“[Mr. Young] has run before,” Mr. Fisher said. “He is a strong candidate. Frankly, with all the mess with Damschroder, it’s a serious opportunity for a pick up.”
In 2012, Mr. Young garnered 44 percent of the vote to Mr. Damschroder’s 55.6 percent.
“With [Mr. Reineke’s] presence in the district as an auto dealer and being such a familiar name in the community for so many years, he will win that seat against a guy whom Damschroder beat in 2012,” Mr. Dittoe said.
Other Republican-held House seats targeted by Democrats include:
● The 79th District in Springfield, held by term-limited moderate Republican Rep. Ross McGregor. Democrats offer former Clark County Deputy Sheriff Darrell Jackson to the Republicans’ Kyle Koehler, a software engineer.
● The 98th, encompassing Tuscarawas County and part of Holmes, that was so close two years ago that it went into recount. This time, incumbent Rep. Al Landis (R., Dover) faces Jeremiah Johnson, a former Sugarcreek mayor.
● The suburban Akron 36th, which went decidedly for Mr. Obama in 2012 but is held by Rep. Anthony DeVitis (R., Uniontown). Democrats counter with Summit County Councilman Paula Prentice.
● The suburban Columbus 19th, where Democrats hope self-funded Libertarian businessman Chad Monnin will siphon votes from the Republican incumbent, Rep. Anne Gonzales,of Westerville. The Democrat, Mike Johnston, once ran as the Libertarian in this district.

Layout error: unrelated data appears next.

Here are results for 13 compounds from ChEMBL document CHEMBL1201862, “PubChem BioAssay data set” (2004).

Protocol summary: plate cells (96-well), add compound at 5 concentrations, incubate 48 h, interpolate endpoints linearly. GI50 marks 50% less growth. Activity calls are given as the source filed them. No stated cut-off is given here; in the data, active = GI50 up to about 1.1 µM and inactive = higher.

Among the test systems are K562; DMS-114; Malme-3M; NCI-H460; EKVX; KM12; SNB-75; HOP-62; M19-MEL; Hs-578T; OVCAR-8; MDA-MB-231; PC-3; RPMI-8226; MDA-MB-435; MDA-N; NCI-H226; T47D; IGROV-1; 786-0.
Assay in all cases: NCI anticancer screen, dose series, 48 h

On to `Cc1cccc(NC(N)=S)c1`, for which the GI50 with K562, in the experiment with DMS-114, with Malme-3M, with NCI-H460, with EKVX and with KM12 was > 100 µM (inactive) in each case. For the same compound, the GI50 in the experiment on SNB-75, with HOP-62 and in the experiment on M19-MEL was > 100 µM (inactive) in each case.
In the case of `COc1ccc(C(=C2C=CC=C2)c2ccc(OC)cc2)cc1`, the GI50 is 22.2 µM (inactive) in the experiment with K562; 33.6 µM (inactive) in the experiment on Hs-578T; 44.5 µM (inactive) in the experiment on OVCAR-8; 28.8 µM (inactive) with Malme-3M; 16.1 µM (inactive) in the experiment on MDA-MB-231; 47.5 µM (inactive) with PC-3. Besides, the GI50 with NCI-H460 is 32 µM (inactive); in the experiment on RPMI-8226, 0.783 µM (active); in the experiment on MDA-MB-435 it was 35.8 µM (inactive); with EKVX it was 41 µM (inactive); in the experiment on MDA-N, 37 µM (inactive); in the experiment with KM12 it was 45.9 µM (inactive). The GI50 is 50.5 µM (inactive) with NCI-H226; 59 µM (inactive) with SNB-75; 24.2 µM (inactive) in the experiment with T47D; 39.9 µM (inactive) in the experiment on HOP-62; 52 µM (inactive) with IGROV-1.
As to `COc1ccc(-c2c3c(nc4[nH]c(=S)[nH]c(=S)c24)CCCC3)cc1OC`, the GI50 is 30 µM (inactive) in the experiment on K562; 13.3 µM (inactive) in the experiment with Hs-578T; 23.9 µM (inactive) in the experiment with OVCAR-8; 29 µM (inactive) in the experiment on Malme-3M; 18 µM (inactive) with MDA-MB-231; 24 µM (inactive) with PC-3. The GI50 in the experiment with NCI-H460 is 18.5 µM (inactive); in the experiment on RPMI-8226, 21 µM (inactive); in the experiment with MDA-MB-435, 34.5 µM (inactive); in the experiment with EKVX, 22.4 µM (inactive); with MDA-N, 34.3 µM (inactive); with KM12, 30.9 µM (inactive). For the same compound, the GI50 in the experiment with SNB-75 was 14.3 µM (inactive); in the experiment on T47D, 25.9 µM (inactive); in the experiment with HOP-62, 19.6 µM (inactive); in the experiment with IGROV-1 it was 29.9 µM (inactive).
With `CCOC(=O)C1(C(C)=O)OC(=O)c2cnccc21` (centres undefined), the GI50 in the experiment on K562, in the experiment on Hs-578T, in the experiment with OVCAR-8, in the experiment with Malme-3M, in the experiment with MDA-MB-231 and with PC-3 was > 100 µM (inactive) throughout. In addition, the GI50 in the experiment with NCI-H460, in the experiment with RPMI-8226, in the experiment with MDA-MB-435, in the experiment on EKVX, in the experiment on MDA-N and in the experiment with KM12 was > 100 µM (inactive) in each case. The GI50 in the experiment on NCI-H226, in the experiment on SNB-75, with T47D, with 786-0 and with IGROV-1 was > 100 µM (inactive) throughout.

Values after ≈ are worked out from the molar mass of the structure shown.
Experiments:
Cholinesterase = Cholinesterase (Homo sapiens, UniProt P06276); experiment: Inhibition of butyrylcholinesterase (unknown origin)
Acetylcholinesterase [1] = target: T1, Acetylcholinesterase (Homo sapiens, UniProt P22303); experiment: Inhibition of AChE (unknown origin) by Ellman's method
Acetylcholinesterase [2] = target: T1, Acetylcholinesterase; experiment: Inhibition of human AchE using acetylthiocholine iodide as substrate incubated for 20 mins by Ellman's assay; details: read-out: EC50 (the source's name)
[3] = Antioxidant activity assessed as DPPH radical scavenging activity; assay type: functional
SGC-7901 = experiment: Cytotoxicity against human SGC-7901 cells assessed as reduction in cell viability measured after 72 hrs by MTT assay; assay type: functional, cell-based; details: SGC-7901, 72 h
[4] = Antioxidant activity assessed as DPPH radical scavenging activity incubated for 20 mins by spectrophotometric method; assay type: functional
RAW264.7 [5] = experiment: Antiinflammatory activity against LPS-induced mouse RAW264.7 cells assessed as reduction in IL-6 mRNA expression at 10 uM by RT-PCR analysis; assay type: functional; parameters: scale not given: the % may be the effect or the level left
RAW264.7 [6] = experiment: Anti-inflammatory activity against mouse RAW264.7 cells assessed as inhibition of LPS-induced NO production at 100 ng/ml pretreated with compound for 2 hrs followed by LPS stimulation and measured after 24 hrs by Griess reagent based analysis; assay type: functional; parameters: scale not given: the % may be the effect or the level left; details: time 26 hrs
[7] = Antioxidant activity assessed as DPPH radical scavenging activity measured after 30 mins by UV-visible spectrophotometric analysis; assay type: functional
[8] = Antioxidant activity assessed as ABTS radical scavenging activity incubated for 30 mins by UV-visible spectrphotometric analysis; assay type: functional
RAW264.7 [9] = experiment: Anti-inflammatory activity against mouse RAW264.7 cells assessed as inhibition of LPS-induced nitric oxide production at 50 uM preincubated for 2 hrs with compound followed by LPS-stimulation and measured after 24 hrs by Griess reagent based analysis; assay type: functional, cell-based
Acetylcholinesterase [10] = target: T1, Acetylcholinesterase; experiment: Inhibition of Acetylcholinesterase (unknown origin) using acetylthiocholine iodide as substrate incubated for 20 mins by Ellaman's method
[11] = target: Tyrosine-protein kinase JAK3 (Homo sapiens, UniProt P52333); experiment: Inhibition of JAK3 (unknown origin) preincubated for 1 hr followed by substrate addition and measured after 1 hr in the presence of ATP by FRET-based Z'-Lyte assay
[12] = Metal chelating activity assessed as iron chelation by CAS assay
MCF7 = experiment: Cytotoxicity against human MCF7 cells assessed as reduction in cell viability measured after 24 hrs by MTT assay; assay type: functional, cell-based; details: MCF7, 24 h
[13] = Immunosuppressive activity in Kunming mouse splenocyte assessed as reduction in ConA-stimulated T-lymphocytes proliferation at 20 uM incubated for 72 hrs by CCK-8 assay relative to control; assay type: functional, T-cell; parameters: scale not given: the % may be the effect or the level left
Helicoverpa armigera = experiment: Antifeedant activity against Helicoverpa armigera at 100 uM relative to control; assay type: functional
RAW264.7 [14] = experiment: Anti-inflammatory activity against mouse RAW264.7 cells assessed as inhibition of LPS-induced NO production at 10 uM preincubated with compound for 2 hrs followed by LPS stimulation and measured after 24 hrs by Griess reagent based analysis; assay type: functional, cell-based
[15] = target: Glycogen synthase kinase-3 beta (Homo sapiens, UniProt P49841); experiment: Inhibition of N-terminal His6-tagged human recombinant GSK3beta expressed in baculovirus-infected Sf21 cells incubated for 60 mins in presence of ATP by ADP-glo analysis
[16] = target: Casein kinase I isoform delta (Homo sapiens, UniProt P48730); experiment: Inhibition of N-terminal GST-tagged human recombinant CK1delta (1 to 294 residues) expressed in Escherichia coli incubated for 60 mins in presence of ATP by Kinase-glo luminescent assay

● The suburban Columbus 24th, where freshman Rep. Stephanie Kunze (R., Hilliard) also faces competition from a Democrat and Libertarian — Kathy Hoff and Mark Noble, respectively.
● Suburban Akron’s 37th, where Democrats claim the incumbent, Rep. Kristina Roegner (R., Hudson) is too conservative for the district. She faces a challenge from Stow attorney David Worhatch.
● The 7th in the Cleveland suburbs where Rep. Mike Dovilla (R., Berea) narrowly survived a Democratic challenge from former Rep. Matt Patten (D., Strongsville) in 2012. It’s a rematch this year.
● The suburban Cleveland 6th where Rep. Marlene Anielski (R., Walton Hills) faces Democrat Anthony Fossaceca, a Chagrin Falls marketing executive.
● The 16th, a competitive district in Cleveland’s western suburbs, where Rep. Nan Baker (R., Westlake) is defending her seat against Democrat Todd LeVeck, a Westlake teacher.
Among the Democrat-held seats targeted by Republicans:
● The Cincinnati suburban 28th District where Rep. Connie Pillich, a Democrat, has repeatedly frustrated Republicans who felt this district rightfully belonged to them. Now that Ms. Pillich is running for state treasurer, Republicans hope Cincinnati attorney Jonathan Dever will take the seat back by defeating recent Ohio State University law school graduate Micah Kamrass.
● The 5th in Columbiana County, where Rep. Nick Barborak (D., Lisbon) won a squeaker in 2012. This time Republicans offer conservative Salem pastor Tim Ginter.
● The Elyria-based 55th in Lorain County where Republican Nathan Manning, son of Senator Manning, is running against Democrat Brendan Mackin, assistant city law director in Stow. The district is currently held by term-limited Rep. Matt Lundy, a Democrat.
● The 43rd, which took a decidedly suburban shift into Preble County in the last redistricting. Mr. Romney won convincingly here in 2012, so Republicans hope Clayton attorney Jeff Rezabek can upset incumbent Rep. Roland Winburn (D., Dayton).
Contact Jim Provance at: firstname.lastname@example.org or 614-221-0496.